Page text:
back to article US-CERT study predicts machine learning, transport systems to become security risks

The Carnegie-Mellon University's Software Engineering Institute has nominated transport systems, machine learning, and smart robots as needing better cyber-security risk and threat analysis. That advice comes in the institute's third Emerging Technology Domains Risk Survey, a project it has handled for the US Department of …

  1. jake Silver badge

    I believe there is only one word in answer to this:

    "Duh!"

    1. Aodhhan

      Re: I believe there is only one word in answer to this:

      This isn't a report meant for information security professionals. It's written for higher level executives about the technology challenges ahead. Take the time to read through it all before you jump at the chance to publicly roll your eyes.

      Also, the fact you 'dismiss' anything coming from Carnegie Mellon University displays your absolute ignorance towards information security. CMU is the #1 university in the world when it comes to information security and information technology research.

  2. Herby

    Nothing...

    Will go wrong go wrong go wrong...

  3. Steve Davies 3 Silver badge
    Big Brother

    Oblig

    "Computer Says No!"

    And you won't be able to argue the toss with an AI.

    This has to be followed by the inevitable

    "We are Doomed I tell ye, doomed."

  4. Charles 9 Silver badge

    How soon before some Luddite goes, "Electricity is overrated."?

    1. jake Silver badge

      That's "Neoluddite, Sir!" to you ...

      There are many things that are usually done with electricity these days that are better/more efficiently done in other ways.

      1. Charles 9 Silver badge

        Re: That's "Neoluddite, Sir!" to you ...

        Some examples would be nice.

  5. Anonymous Coward
    Anonymous Coward

    Apocalypse IoT

    Well, on the flip side: Hollywood thrillers might get things right for once, latest Fast & Furious etc. Plus we'll have more episodes of 'Black Mirror'!

    1. jake Silver badge

      Re: Apocalypse IoT

      I seriously doubt it. Hollywood employs script kiddies^W^Wwriters specifically to mangle any given story so it no longer resembles anything new.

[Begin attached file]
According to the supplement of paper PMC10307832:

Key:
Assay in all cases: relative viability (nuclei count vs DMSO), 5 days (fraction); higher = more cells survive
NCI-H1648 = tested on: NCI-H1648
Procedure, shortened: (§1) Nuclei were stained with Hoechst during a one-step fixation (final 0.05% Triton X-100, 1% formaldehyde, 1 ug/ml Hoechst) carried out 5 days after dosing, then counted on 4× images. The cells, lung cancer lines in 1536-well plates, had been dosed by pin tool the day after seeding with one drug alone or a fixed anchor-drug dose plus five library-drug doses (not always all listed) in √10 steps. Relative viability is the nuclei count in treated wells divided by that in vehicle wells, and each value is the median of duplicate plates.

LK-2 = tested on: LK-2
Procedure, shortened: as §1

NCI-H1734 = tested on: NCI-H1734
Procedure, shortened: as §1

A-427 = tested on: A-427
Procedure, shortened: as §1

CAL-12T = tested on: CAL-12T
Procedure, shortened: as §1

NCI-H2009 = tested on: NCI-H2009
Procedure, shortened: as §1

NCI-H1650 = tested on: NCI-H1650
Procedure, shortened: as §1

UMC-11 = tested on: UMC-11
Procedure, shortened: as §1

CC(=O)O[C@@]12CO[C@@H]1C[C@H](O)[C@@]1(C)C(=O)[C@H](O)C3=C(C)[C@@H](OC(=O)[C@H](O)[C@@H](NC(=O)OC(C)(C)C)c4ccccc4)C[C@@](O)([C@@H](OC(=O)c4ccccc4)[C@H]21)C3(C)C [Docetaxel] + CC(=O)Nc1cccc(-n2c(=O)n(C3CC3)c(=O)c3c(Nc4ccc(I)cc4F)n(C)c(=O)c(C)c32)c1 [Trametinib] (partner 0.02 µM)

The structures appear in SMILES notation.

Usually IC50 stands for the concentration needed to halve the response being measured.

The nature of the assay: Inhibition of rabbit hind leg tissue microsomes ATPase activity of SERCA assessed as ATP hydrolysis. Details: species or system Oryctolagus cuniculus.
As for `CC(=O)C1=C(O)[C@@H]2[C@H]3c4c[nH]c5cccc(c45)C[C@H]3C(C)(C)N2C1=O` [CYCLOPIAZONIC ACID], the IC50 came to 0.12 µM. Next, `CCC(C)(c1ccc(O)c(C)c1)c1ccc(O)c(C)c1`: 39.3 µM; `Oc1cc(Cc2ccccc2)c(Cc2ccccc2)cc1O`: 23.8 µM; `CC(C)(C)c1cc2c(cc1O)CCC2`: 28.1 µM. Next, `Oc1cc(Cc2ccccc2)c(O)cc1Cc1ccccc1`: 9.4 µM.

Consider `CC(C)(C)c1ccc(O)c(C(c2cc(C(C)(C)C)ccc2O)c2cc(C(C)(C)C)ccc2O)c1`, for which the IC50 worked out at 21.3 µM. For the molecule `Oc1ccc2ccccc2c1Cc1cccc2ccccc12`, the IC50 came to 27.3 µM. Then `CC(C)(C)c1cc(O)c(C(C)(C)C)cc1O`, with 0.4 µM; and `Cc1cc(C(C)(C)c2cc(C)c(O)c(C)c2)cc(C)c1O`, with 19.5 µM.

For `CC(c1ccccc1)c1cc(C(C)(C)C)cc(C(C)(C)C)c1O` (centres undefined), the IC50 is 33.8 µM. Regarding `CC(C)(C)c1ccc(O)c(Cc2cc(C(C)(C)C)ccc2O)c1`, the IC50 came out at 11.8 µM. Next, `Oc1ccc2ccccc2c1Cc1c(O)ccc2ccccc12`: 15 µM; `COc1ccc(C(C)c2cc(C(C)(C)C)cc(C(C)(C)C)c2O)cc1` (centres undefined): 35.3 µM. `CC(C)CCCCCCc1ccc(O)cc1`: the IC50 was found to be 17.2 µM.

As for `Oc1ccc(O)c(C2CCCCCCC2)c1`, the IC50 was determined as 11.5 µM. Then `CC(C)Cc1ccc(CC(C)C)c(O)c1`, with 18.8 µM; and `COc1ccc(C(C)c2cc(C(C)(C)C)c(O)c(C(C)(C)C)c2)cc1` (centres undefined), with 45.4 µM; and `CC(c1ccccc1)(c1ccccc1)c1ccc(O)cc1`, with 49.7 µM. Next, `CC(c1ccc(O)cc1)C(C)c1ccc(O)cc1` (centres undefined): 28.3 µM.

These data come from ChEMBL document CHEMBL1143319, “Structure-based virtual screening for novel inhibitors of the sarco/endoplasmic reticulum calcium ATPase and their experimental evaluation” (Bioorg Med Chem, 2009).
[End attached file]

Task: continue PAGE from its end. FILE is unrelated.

6. Anonymous Coward
    Stop

    Robotic Surgeons

    From experience of working on one "robotic" brain surgery product (that has been operational successfully for years), I can say that at least standing between development and deployment is a rightfully bewildering set of compliance mountains to overcome. Getting FDA permissions for these machines is not easy, and I am thankful for the huge pressures exerted by these organizations on the development processes.

    I predict that getting certification will become harder and even more technical, possible requiring machine validation of the code etc (proofs). Presently most human safety software regulation focuses on the development process, and not on the software itself (the 'how', not the 'what').

    My concern would be that the areas that are newly being automated, the IOTs and entry of robotics into new areas will be lightly regulated, with overwhelming financial pressures being placed on governments to permit or just have 'light touch' standards. Self driving cars is one such area. As an old-hand programmer I can't believe for a second that these machines are anywhere near safe, for a long list of reasons, and I have been shocked at the public and governments attitude to permitting software engineers to give their shitty code near full control of cars and trucks etc. Its like they are living in an alternative reality, definitely drinking far too much Kool-Aid. 20 years of experience and neither Google nor Microsoft can secure a browser. What hope is there to develop safe software capable of autonomously driving a car?

    1. Charles 9 Silver badge

      Re: Robotic Surgeons

      "...for a long list of reasons..."

      I'd love to hear some, as well as the reasons humans not only can do them better but perhaps always will do it better, given human accident history.

      1. Anonymous Coward
        Anonymous Coward

        Re: Robotic Surgeons

        The reasons why it is so technically difficult to write safe software? There is so many it really is difficult to list. To sign off on the control system for an autonomous vehicle responsible for transporting humans in traffic? Fucking hell... that's scary difficult.

        Its not about "its better than humans". That a popular fallacy. That argument doesn't cut it when signing off on safety systems. You need to attest that it meets agreed specification, and I don't think you will get specifications worded like "must be better than most drivers" or "better than the average driver". Right or wrong, when little Johnny kills himself and his passengers because of his own lack of skill and poor judgement, its viewed as a tragedy. Watch what happens when Johnny and his passengers are killed because of e.g. Ford's software... it wont be nice for Ford.

        Writing even relatively simple software to be without bugs seems so difficult most companies fail. This shouldn't need elaborating on. Writing software well is hard, and most companies don't even bother to begin trying to do it right.

        Take a read around Toyota's unintended acceleration case for an insight into the reality of the software controlling the braking system of a car (not autonomously), and which may have been involved in a fatality. Look at the reports on the software, and how the company reacted. Extrapolate now from that to the complexity of an autonomous system responsible for the safety of all the passengers.

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